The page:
Japanese carmaker Nissan to seek Brexit compensation or may pull investment at Sunderland plant as UK approaches "hard Brexit"

Francesca Washtell
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Nissan's Car Manufacturing Plant In Sunderland
Nissan makes around a third of the UK's total car output at its Sunderland plant (Source: Getty)

Nissan has said it may pull potential new investment in its Sunderland plant if the UK does not commit to compensation for any tax barriers that arise from Brexit.

Chief executive Carlos Ghosn, speaking at the Paris auto show yesterday, said Britain could be heading towards a “hard Brexit” that could leave Nissan and other companies paying tariffs to export UK-assembled cars to EU markets.

"If I need to make an investment in the next few months and I can't wait until the end of Brexit, then I have to make a deal with the UK government," Ghosn told reporters.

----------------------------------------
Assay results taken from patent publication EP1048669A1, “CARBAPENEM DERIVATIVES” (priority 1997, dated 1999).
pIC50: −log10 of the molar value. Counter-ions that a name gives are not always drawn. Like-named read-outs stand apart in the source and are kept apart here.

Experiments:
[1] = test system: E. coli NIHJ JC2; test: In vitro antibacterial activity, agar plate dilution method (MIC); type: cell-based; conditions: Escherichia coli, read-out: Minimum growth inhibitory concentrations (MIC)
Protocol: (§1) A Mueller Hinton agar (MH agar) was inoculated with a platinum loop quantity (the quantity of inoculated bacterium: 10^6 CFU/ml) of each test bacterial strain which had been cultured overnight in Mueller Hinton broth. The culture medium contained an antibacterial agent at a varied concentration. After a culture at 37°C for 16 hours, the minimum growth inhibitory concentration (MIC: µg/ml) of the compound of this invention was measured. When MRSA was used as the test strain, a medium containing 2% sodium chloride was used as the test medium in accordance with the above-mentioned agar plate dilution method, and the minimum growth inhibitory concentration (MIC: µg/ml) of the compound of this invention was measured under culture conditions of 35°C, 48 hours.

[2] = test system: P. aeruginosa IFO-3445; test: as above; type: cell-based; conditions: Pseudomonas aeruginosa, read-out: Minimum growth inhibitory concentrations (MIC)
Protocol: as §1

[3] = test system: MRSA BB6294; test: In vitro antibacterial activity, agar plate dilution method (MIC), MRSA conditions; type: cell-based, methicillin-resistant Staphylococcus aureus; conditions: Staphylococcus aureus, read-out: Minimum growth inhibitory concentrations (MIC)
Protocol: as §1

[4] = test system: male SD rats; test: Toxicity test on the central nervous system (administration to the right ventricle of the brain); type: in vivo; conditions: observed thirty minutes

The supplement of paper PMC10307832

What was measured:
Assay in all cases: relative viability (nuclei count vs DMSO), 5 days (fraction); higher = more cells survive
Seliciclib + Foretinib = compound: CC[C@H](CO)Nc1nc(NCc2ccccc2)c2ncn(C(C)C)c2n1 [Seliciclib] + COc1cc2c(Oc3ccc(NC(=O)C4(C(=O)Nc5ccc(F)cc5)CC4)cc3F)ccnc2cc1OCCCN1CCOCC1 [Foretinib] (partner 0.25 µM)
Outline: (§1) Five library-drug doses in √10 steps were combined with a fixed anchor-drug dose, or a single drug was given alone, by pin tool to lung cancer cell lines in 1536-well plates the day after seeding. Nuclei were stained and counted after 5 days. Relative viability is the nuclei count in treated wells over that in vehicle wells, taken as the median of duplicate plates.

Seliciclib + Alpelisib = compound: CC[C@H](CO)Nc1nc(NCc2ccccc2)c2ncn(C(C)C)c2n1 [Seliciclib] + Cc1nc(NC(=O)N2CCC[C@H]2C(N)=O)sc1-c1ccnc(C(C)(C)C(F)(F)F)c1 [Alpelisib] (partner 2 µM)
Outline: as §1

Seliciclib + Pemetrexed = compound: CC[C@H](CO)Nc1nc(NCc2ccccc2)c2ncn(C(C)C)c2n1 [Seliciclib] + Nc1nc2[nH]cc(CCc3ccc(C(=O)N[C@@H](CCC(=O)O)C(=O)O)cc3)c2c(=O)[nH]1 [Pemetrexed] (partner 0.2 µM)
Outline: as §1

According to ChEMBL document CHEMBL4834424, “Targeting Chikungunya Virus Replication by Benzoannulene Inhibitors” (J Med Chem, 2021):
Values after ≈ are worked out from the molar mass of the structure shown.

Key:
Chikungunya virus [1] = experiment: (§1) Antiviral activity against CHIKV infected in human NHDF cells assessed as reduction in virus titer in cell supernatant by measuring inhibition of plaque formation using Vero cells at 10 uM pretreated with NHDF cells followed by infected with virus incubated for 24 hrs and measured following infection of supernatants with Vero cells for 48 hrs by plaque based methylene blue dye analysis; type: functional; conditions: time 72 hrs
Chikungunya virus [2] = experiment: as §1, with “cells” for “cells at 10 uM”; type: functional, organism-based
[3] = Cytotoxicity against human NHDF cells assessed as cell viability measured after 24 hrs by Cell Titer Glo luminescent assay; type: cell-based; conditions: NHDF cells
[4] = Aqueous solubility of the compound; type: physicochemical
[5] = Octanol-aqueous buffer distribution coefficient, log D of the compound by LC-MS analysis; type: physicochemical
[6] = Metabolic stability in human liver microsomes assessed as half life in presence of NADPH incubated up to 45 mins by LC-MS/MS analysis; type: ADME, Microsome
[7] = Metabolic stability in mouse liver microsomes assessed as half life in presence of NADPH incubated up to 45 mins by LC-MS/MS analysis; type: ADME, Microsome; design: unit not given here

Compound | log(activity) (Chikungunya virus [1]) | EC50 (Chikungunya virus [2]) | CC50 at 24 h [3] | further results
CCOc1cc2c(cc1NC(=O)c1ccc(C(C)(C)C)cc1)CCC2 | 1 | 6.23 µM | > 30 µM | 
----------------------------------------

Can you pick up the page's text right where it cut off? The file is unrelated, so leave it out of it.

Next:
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"You can have commitments of compensation in case you have something negative. If there are tax barriers being established on cars, you have to have a commitment for carmaker who export to Europe that there is some kind of compensation."

Ghosn also told the BBC that 10 per cent tariffs would be a "handicap" and that its plant in the northeast of England could lose competitiveness if the UK has to trade with the EU under World Trade Organization rules.

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The Japanese carmaker, which builds around a third of Britain's total car output at its Sunderland plant, is due to decide early next year on where to build its next Qashqai sport utility vehicle.

Nissan has previously said any future investment will hinge on what type of Brexit deal the government negotiates, because so much of its output is sent to the continent.